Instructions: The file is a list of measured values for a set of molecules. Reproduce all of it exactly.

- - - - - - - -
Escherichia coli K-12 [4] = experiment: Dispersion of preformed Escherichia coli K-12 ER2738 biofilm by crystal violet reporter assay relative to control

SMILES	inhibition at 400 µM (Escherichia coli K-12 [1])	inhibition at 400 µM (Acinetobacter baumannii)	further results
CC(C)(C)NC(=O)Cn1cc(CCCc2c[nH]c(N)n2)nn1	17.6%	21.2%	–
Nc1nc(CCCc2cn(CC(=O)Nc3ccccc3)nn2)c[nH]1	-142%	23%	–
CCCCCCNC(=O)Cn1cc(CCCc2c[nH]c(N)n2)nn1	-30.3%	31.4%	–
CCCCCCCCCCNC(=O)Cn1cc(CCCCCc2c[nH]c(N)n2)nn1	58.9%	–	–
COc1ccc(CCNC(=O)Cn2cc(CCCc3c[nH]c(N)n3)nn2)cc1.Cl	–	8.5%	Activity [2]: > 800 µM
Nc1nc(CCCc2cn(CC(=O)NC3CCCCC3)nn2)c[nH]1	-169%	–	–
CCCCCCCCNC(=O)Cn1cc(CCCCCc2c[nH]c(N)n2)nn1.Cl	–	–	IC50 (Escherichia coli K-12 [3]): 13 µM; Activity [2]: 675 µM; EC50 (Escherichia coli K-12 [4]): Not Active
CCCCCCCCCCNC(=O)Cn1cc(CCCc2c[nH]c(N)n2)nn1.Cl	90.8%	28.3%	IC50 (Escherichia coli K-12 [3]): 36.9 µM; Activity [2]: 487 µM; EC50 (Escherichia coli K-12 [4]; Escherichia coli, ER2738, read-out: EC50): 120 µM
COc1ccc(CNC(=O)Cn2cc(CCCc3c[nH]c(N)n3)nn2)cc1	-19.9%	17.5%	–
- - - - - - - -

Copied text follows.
Escherichia coli K-12 [4] = experiment: Dispersion of preformed Escherichia coli K-12 ER2738 biofilm by crystal violet reporter assay relative to control

SMILES	inhibition at 400 µM (Escherichia coli K-12 [1])	inhibition at 400 µM (Acinetobacter baumannii)	further results
CC(C)(C)NC(=O)Cn1cc(CCCc2c[nH]c(N)n2)nn1	17.6%	21.2%	–
Nc1nc(CCCc2cn(CC(=O)Nc3ccccc3)nn2)c[nH]1	-142%	23%	–
CCCCCCNC(=O)Cn1cc(CCCc2c[nH]c(N)n2)nn1	-30.3%	31.4%	–
CCCCCCCCCCNC(=O)Cn1cc(CCCCCc2c[nH]c(N)n2)nn1	58.9%	–	–
COc1ccc(CCNC(=O)Cn2cc(CCCc3c[nH]c(N)n3)nn2)cc1.Cl	–	8.5%	Activity [2]: > 800 µM
Nc1nc(CCCc2cn(CC(=O)NC3CCCCC3)nn2)c[nH]1	-169%	–	–
CCCCCCCCNC(=O)Cn1cc(CCCCCc2c[nH]c(N)n2)nn1.Cl	–	–	IC50 (Escherichia coli K-12 [3]): 13 µM; Activity [2]: 675 µM; EC50 (Escherichia coli K-12 [4]): Not Active
CCCCCCCCCCNC(=O)Cn1cc(CCCc2c[nH]c(N)n2)nn1.Cl	90.8%	28.3%	IC50 (Escherichia coli K-12 [3]): 36.9 µM; Activity [2]: 487 µM; EC50 (Escherichia coli K-12 [4]; Escherichia coli, ER2738, read-out: EC50): 120 µM
COc1ccc(CNC(=O)Cn2cc(CCCc3c[nH]c(N)n3)nn2)cc1	-19.9%	17.5%	–